SOCLEMA > Applications > Renewable gases

It is in this context that many countries have made global commitments to reduce their greenhouse gas emissions. Some countries, such as France, have set ambitious targets, such as achieving carbon neutrality within 30 years.

To reduce our emissions, we must change our energetic model :

  • reduce our energy needs, because the best energy is the one we do not consume;
  • produce the necessary energy from renewable sources.

The energy transition corresponds to the transition from a system based on the production of energy from fossil and fissile sources (coal, oil, gas, nuclear) to renewable sources.

The term ofrenewable energy is used to refer to energies that, at least on a human scale, are inexhaustible and available in large quantities. Thus there are five main types of renewable energy: solar energy, wind energy, hydropower, biomass and geothermal energy. Their common characteristic is that they do not produce, during the operating phase, polluting emissions (or few), and thus help to fight against the greenhouse effect and global warming.

soclema_renewable energies

Renewable gases, an alternative in full development

What is a renewable gas?

We consider as renewable gasany gas produced from renewable energy resources. "Renewable energy sources are wind, solar, geothermal, aerothermal, hydrothermal, marine and hydropower, as well as energy from biomass, landfill gas, sewage treatment plant gas and biogas.

Biomass is the biodegradable fraction of products, waste and residues from agriculture, including plant and animal substances from land and sea, forestry and related industries, as well as the biodegradable fraction of industrial and household waste."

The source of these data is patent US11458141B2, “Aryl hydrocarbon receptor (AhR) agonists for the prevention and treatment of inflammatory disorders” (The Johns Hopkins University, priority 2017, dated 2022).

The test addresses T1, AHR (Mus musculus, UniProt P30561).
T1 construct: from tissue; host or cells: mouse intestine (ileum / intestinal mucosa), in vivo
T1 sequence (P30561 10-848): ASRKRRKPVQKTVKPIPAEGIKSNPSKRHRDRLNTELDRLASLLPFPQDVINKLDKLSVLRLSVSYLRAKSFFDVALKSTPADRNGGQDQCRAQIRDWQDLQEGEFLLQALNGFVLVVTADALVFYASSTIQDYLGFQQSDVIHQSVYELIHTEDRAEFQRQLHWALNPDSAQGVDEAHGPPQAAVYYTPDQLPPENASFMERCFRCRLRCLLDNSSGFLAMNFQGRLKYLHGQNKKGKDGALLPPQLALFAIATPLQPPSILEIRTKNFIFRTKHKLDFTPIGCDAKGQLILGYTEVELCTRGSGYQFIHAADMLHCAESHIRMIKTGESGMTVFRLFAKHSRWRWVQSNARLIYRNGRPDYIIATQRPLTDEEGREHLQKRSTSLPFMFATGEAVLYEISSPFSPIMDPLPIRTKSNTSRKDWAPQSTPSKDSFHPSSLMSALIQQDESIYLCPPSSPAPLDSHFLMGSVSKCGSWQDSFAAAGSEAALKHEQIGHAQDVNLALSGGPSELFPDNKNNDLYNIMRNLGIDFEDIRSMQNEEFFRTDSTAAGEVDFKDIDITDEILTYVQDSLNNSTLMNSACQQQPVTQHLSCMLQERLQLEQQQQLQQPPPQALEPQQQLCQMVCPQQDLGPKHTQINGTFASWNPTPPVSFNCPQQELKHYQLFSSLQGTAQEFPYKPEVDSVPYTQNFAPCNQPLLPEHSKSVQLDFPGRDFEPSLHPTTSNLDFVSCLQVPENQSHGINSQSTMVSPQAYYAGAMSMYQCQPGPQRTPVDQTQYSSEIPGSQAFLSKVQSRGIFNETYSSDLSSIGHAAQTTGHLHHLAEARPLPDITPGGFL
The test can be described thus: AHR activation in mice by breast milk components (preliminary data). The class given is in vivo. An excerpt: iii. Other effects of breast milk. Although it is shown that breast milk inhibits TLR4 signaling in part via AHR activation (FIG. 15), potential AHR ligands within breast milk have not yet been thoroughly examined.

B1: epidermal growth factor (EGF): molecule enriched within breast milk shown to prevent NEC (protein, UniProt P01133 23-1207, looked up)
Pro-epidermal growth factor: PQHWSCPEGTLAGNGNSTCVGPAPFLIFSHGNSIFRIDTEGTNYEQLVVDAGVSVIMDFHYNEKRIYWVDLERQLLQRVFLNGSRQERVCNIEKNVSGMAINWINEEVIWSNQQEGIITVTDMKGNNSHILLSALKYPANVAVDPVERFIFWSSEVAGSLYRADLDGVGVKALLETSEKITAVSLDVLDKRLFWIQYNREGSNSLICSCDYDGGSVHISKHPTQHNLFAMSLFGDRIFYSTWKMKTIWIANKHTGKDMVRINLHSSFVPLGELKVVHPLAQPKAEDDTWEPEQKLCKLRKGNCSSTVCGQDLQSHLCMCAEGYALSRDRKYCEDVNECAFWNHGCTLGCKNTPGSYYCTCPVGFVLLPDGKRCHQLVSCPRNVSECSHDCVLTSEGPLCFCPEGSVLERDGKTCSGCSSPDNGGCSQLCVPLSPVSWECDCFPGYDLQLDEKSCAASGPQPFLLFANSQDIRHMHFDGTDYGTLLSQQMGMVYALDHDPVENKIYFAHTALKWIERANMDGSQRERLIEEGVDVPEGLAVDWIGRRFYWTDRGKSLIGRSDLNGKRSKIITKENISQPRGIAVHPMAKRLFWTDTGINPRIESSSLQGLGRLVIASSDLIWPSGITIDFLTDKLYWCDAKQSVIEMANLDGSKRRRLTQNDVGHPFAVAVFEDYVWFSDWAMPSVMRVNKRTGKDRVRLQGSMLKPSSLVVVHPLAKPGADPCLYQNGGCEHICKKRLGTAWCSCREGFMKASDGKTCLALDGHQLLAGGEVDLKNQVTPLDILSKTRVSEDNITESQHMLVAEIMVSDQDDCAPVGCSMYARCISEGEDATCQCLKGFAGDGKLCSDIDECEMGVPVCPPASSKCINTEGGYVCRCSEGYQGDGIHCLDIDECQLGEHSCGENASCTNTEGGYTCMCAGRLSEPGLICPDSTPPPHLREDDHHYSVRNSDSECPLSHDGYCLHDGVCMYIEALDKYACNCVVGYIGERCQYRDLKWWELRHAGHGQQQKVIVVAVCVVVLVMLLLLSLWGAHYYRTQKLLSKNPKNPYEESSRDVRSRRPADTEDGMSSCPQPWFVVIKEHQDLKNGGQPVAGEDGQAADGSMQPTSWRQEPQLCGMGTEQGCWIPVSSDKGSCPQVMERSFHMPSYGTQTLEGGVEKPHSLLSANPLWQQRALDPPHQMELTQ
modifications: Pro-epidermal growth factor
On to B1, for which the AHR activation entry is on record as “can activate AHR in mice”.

Renewable gases come from three main sectors:

-• MethanizationBiological pathway: a biological pathway based on the use of microorganisms to break down organic matter and produce biogas mainly composed of methane and carbon dioxide. This biogas can then be purified to obtain a gas with thermodynamic properties equivalent to natural gas.

-The pyrogasification or gasificationThermochemical process in the broad sense, allowing solid, liquid or gaseous fuels to be produced from organic matter. Depending on pressure and temperature conditions, the process can be oriented towards the production of synthesis gas called syngas and composed mainly of methane, hydrogen, carbon monoxide and carbon dioxide. It is possible to complete the process to obtain a gas with thermodynamic properties equivalent to natural gas.

-• The power-to-gas (PtG)Process for the conversion of electricity into synthesis gas. Electricity must be of renewable origin to consider the gas produced as renewable energy. The first step is an electrolyzer producing hydrogen. A second step can be added to convert hydrogen to methane through a methanation reaction. This last reaction requires a CO2 source.


Renewable gas production pathways

Usually, the methanization is about rapidly biodegradable materials. Bio-methane production units use by-products from agriculture (livestock manure, crop residues, intermediate crops, grass), industry (agri-food by-products and effluents), sludge from urban wastewater treatment plants, and bio-waste (households, catering, distribution). It is also possible to methanize agricultural crops or algae produced for this purpose.

Gasification is mainly aimed at ligno-cellulosic materialsWood and wood products, straw, and various wood by-products of agriculture. In addition to these main resources, there are other minor resources, such as waste gasification (some of which is of biomass origin and some of which is derived from petrochemicals), or the recovery of fatal hydrogen in certain industries. This is more a question of recuperative energies than of renewable energies strictly speaking, we generally speak of ENRR to include "new renewable and recuperative energies".

Finally, the gas production from electricitysaid again power-to-gas(PtG)is used in scenarios with a high proportion of solar or wind power, in order to control the supply-demand balance of the electricity system. Power-to-gas makes it possible to transform excess electricity into injectable gas that can be stored on the natural gas network.